Yellen denies urging smaller relief plan, saying economic risks when Biden took office included ‘downturn that could match the Great Depression’

June 5, 2022, 5:10 PM UTC

Janet Yellen denied advocating for a smaller American Rescue Plan than the $1.9 trillion package proposed by the Biden administration and passed by Congress in early 2021, after an advance copy of a book about the Treasury secretary showed she initially urged scaling it back by a third.

Her statement—issued, unusually, on Saturday following a Friday report by Bloomberg News on excerpts from the book —illustrates the administration’s struggles to convey a unified front as the fastest inflation in 40 years severely threatens Democrats’ chances to retain their thin congressional majorities in November’s midterm elections.

“When President Biden assumed office, the nation was facing acute economic challenges. It was a time of great economic uncertainty, with legitimate risks of a downturn that could match the Great Depression,” Yellen said in the statement. “I never urged adoption of a smaller American Rescue Plan package, and I believe that ARP played a central role in driving strong growth throughout 2021 and afterwards.”

The book, “Empathy Economics” by veteran Washington journalist Owen Ullmann, is due out Sept. 27. It says that Yellen privately agreed with former Treasury Secretary Lawrence Summers—who severely criticized the size of the aid plan—“that too much government money was flowing into the economy too quickly.” 

Ullmann’s account sheds new light on a policy debate that preceded the eruption of inflation, which now poses a major political threat to Biden and congressional Democrats.

Fears of overheating have since proved justified as price increases jumped and severely damaged Biden’s standing among voters. Democrats have blamed the cost surge on supply-chain bottlenecks caused by the pandemic and on energy price surges following Russia’s invasion of Ukraine. They’ve also pointed a finger at moves by companies in some sectors to pad their profits. But most economists cite outsize demand—fueled in part by Biden’s spending plan — as having been a significant factor.

Yellen’s concern about inflation “is why she had sought without success to scale back the $1.9 trillion relief plan by a third early in 2021 before Congress passed the enormous program,” wrote Ullmann, who had “unfiltered access” to Yellen as he researched the book, according to publisher PublicAffairs.

Ullmann wrote, “She worried that so much money in the pockets of consumers and businesses would drive up prices at a time when the pandemic had caused severe shortages of goods that were in unprecedentedly high demand.”

‘Better course’

The ARP was passed in March 2021 after Congress had already approved two giant pandemic aid packages totaling almost $3 trillion, enacted during the previous Trump administration.

It’s unclear from the book how staunchly Yellen lobbied to cut back the size of the third wave of aid or whom she engaged with in the administration. And Ullmann goes on to emphasize that Yellen threw her full weight behind the bill as it moved ahead in its larger size.

The Treasury chief endorsed the package before US lawmakers, telling them that historically low interest costs on federal debt had given the government space for fiscal expansion. She has continued to defend the ARP even as high inflation proved persistent. In an April 28 speech, she said it had helped drive unemployment to 3.6%, practically a 50-year low, and had prevented the pandemic from causing a much higher degree of suffering for Americans.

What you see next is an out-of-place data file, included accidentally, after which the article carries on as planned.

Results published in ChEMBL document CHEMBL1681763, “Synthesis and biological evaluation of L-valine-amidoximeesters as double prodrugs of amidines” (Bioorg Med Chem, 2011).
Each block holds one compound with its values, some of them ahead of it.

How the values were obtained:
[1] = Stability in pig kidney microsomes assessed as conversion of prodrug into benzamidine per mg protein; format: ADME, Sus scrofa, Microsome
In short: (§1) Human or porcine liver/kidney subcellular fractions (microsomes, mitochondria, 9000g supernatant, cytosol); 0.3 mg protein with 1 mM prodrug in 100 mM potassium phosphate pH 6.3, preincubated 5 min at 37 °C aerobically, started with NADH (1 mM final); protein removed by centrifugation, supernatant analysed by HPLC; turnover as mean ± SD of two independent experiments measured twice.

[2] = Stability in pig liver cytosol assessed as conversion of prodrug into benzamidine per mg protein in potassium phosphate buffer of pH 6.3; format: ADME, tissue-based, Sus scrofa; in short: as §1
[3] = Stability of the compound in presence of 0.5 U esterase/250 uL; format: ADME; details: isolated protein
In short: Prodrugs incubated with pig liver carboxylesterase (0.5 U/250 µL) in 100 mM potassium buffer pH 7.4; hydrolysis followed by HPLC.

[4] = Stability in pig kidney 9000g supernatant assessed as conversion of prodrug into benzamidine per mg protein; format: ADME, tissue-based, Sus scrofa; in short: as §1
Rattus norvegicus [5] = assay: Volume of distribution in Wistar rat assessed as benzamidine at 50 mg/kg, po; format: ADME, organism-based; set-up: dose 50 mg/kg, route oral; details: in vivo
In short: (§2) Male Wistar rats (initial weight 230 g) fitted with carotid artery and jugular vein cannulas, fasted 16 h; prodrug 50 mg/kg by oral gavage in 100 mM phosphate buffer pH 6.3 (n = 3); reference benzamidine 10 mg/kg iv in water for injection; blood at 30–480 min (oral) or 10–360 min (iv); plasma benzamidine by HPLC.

Still, Yellen “would have preferred something closer to $1.3 trillion, according to colleagues,” Ullmann wrote. “But given the choice between Biden’s full $1.9 trillion package and less than $1 trillion that some in Congress preferred, Yellen believed going big was the better course.” 

Yellen also felt that even if the bill pumped too much money into the economy, the subsequent spike in inflation would be “transitory,” a term she used through 2021.

War in Ukraine

In a June 1 television interview, Yellen said, “I was wrong about the path inflation would take.” Though she added that much of the miss was due to unanticipated shocks, including the emergence of new Covid-19 variants and the war in Ukraine.

“High inflation is now the Administration’s top economic priority. We are committed to addressing it by respecting the independence of the Federal Reserve and giving them the space to act,” Yellen said in the statement Saturday. “We are also using policy tools we have to address supply side bottlenecks and urging Congress to act to lower some of the high costs facing Americans, in areas such as prescription drugs. We also support reducing the deficit to ease inflationary pressures.”

According to Ullmann, Yellen was angered by Summers’ attacks on the stimulus plan, even though she shared some of his worries.

“Yellen was irritated that he would cause his own party so much grief by arming Republicans and some Democrats — such as Senator Joe Manchin of West Virginia, a conservative by Democratic standards—with a justification for opposing subsequent spending proposals on Biden’s agenda,” Ullmann wrote.

Manchin cited rising inflation, along with long-term debt concerns, when he later opposed Biden’s 10-year $3.5 trillion economic development proposal known as Build Back Better.

Ullmann has covered economics and politics in Washington since 1983, with stints at Knight Ridder, BusinessWeek and USA Today.

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